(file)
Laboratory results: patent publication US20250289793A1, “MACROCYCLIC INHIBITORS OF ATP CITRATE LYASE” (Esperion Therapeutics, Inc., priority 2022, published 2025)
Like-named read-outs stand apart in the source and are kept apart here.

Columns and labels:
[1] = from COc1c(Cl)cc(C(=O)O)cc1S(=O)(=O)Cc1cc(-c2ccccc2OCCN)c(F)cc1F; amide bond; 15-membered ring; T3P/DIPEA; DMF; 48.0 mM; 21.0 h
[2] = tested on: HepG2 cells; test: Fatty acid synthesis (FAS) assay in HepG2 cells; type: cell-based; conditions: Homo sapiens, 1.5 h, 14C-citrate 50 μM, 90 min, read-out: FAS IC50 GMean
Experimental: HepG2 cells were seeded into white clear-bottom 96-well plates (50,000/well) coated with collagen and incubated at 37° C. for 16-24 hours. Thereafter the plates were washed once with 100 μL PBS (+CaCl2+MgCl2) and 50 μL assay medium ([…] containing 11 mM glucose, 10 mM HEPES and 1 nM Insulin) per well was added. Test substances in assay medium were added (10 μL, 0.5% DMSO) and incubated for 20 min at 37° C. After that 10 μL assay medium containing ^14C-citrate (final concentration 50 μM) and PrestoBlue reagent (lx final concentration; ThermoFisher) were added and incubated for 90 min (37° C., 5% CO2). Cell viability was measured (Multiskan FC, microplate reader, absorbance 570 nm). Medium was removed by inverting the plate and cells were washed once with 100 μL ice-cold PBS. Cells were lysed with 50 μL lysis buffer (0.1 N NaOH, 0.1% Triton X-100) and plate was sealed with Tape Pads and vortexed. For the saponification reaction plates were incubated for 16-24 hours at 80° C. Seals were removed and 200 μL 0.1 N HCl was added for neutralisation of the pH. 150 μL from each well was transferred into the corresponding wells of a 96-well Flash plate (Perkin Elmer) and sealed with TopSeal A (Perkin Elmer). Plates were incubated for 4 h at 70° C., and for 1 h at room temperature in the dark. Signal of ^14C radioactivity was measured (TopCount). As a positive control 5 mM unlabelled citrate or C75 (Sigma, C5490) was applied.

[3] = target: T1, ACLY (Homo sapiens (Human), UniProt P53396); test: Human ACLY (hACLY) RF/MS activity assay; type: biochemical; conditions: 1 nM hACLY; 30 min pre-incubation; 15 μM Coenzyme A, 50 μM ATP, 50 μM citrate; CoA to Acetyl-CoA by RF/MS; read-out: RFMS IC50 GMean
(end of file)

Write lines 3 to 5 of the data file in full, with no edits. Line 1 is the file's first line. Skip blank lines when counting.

Columns and labels:
[1] = from COc1c(Cl)cc(C(=O)O)cc1S(=O)(=O)Cc1cc(-c2ccccc2OCCN)c(F)cc1F; amide bond; 15-membered ring; T3P/DIPEA; DMF; 48.0 mM; 21.0 h
[2] = tested on: HepG2 cells; test: Fatty acid synthesis (FAS) assay in HepG2 cells; type: cell-based; conditions: Homo sapiens, 1.5 h, 14C-citrate 50 μM, 90 min, read-out: FAS IC50 GMean